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When you have the feeling that you’re denying the loss of a cherished one, you should focus on accepting the brutal truth:

  • Remind yourself things have changed every day
  • Stop texting or making phone calls as you used to
  • Allow yourself to cry whenever you feel the pain
  • Stay with someone who can help you recognize the truth
  • Keep a diary to write down how you feel every day

2. Anger: How could he/she do this to me?

As time goes by, the reality becomes less blurry and you would gradually feel the pain of heartbreak. The pain is sometimes redirected and expressed as anger. You need someone to be blamed for causing you pain: your ex, people around you, the universe, or even yourself. Rationally, you know they might not be the one to be blamed but you just can’t control your emotions.

What you need here is to forgive:

  • Know that both of you share the responsibility for the breakup
  • Forgive yourself for any inadequacies as no one is perfect
  • Realize that you are not the only one who suffers the pain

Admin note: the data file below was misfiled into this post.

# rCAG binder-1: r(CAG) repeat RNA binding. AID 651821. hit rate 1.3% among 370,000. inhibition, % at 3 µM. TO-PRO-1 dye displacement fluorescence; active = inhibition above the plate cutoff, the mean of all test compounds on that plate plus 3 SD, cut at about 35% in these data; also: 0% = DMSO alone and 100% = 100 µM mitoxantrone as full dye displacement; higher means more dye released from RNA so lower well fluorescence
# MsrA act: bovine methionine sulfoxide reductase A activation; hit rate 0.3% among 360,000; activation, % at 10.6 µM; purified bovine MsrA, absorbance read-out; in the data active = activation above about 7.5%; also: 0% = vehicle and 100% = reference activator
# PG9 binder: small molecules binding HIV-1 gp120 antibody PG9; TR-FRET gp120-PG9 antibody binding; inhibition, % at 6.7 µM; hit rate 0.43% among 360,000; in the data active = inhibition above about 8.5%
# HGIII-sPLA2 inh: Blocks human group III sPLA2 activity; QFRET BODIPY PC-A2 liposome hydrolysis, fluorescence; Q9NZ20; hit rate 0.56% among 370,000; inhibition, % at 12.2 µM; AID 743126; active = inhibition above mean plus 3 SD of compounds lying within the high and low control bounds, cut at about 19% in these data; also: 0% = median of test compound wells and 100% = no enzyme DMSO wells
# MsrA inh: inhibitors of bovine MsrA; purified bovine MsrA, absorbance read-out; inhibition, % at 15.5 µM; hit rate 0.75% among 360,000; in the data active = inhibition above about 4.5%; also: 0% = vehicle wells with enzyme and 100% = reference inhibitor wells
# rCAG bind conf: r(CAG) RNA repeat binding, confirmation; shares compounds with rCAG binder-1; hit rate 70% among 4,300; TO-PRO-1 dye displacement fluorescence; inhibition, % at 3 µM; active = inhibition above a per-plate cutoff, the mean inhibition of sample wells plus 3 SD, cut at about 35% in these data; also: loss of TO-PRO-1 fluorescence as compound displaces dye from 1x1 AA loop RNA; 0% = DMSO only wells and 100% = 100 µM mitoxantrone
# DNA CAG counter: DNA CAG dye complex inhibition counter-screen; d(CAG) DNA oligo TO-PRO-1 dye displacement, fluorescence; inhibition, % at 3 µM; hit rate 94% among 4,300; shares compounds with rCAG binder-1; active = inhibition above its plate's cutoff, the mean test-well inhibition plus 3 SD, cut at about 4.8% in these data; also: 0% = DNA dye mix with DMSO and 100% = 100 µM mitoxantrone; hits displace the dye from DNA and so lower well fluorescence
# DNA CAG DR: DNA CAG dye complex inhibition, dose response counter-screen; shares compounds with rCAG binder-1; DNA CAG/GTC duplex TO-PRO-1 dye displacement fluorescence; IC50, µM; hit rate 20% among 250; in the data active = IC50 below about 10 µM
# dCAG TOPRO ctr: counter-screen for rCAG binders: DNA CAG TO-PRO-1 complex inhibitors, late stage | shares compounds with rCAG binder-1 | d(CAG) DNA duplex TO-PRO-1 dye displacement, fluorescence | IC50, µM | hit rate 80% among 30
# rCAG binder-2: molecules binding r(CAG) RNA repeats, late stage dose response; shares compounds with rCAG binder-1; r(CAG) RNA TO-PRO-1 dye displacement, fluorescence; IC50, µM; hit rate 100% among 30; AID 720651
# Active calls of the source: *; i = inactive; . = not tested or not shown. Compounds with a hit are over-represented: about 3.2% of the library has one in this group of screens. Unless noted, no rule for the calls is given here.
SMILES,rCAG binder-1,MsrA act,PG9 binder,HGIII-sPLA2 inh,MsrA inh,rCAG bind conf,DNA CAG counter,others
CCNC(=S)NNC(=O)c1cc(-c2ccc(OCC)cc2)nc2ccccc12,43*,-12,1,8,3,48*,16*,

• Admit that you are not functioning at your best right now
  • Distract yourself through exercise

3. Bargaining: Can’t we just give it one more try?

When you realize that the reality is pushing you towards to the edge of a cliff, you panic and strive to survive. You would do everything and anything to reverse the situation. You look for any possible ways to win him/her back, perhaps through negotiation or threat. You just don’t want to feel the pain.

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But for most of the time, things don’t happen as you wish. You should better let it go:

  • Avoid direct contact temporarily
  • Stay away from social media where you might find anything about him
  • Reassure yourself that you two are not getting back together
  • Never try to win him/her back again and again